Trunk's idea extreme

In her December 9 column entitled "Skipping Christmas: Erase holiday from the office," Penelope Trunk urges employers to do away with all holiday-related celebration. Apparently, religious diversity means that nobody should celebrate in public.

As an agnostic who celebrates the holiday, I find this assertion absurd.

She says that at Christmas Christians "feel they have authority over the holiday– it's theirs." Not to me, it isn't.

Quite frankly, I just can't give Christians, or anyone else, that much power over how I celebrate. The only way anyone "owns" a holiday is if you let them.

Furthermore, Trunk might be surprised to learn that there is great disagreement over the birth date of Jesus, and many believe that the holiday was co-opted from the pagan celebration of the winter solstice. And when she finds it "absurd how much Christmas cheer Jews endure just to fit in at the office," it strikes me as a great day when the worst thing we have to worry about is having to "endure" cheer.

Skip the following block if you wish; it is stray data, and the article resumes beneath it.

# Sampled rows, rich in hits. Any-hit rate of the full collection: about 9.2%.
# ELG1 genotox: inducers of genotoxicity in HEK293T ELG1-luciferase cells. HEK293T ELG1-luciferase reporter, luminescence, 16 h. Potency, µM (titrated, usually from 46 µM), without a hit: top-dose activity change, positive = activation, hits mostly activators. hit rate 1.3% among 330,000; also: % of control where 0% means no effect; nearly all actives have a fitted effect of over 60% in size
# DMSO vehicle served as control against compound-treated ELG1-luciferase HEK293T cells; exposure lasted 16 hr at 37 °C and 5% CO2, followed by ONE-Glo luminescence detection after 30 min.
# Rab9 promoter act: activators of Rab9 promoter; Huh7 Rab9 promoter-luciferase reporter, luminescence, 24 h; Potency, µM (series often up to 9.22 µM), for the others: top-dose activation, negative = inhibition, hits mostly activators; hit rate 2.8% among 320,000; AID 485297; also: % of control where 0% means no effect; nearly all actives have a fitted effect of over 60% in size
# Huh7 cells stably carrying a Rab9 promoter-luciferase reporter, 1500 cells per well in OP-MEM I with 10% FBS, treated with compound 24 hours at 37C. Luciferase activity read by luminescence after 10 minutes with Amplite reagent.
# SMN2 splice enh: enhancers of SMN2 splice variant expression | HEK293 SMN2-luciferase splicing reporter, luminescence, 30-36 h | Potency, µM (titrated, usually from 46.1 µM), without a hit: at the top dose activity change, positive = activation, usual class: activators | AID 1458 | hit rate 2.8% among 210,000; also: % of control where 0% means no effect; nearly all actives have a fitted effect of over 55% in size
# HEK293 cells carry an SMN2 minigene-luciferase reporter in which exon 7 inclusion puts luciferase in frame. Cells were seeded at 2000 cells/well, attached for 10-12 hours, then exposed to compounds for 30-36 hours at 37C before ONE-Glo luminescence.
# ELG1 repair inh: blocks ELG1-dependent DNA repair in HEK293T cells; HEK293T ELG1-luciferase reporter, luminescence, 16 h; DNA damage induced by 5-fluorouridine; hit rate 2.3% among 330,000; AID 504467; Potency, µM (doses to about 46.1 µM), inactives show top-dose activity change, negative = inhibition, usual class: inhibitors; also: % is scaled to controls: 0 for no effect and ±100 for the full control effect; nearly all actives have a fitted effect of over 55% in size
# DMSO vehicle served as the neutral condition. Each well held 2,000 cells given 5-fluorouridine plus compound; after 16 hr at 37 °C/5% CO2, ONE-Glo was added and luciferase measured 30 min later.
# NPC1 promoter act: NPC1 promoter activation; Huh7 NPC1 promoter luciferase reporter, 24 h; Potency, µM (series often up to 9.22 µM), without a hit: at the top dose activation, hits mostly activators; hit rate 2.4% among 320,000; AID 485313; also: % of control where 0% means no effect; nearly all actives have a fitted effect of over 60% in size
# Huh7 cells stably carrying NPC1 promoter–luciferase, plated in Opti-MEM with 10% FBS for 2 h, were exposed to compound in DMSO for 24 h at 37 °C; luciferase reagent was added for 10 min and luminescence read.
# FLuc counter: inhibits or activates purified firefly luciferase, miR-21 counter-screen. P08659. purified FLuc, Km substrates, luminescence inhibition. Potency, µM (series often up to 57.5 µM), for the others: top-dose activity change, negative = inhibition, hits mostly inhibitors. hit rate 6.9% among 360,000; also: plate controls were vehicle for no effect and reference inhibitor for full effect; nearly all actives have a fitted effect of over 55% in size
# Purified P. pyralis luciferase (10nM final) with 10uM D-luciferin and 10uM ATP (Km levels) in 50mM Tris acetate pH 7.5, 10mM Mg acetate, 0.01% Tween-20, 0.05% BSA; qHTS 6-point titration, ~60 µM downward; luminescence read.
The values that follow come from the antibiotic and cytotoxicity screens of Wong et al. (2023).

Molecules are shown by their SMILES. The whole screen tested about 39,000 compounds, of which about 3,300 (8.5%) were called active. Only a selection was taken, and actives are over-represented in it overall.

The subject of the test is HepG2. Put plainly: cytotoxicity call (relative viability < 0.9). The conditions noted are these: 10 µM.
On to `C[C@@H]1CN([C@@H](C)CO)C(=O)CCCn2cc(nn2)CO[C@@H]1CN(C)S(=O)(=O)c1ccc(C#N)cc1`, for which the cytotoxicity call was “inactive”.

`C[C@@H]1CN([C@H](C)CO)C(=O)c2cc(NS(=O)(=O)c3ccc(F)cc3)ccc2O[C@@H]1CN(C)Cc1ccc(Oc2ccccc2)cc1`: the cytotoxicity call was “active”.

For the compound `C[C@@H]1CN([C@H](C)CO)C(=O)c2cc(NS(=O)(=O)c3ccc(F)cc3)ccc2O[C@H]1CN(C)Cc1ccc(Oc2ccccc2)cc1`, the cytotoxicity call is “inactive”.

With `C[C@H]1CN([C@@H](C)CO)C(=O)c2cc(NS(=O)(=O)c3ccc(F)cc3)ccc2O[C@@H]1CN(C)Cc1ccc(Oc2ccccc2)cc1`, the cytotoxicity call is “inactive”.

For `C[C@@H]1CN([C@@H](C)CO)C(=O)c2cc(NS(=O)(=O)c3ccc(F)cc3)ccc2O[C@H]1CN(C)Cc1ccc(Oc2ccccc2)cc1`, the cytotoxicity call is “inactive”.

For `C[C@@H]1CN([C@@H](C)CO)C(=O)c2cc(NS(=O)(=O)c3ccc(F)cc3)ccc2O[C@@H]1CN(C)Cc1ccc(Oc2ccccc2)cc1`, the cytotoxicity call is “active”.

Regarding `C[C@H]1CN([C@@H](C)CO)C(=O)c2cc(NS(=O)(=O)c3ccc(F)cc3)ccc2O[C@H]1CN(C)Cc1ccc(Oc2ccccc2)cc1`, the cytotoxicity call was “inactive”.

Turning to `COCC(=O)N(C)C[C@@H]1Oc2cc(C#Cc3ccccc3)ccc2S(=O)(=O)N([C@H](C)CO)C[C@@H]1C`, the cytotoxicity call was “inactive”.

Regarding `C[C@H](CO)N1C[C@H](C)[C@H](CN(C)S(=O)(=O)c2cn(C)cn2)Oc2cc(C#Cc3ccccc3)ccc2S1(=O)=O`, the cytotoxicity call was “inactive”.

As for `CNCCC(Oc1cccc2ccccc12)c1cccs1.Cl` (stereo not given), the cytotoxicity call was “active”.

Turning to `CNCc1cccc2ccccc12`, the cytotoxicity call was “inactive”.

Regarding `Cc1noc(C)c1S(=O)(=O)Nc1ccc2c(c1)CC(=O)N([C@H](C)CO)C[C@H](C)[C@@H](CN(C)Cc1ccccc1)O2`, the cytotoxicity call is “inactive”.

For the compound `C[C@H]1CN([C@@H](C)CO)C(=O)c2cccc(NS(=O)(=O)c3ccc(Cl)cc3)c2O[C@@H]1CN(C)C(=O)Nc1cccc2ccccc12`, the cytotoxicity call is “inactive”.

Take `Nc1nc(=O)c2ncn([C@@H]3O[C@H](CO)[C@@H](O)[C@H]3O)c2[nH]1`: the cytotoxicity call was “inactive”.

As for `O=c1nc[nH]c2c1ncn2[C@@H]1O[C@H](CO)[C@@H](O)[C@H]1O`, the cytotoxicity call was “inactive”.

No, the fact that Christians celebrate Christmas does not make the season a religious holiday– for me. It's a secular celebration of giving and receiving, and of family and friends.

"The Holidays" means different things to different people. However, this does not mean that one should be offended if others wish to publicly celebrate in different ways. Nor does it help to "sterilize" the workplace.

Personally, I can't think of a worse way to "help minorities fit in" than prohibiting everyone from celebrating this great season in their own way – whether it's with a wreath, a menorah, or nothing at all.

And hey, if you really want to work on December 25, then tell that to your boss.

Lastly, I'm not a Christian, yet I get every "sabbath" off from work. Is the author also offended by this weekly "religious" celebration?

Evan Williams
Charlottesville
evan.williams@vt.edu

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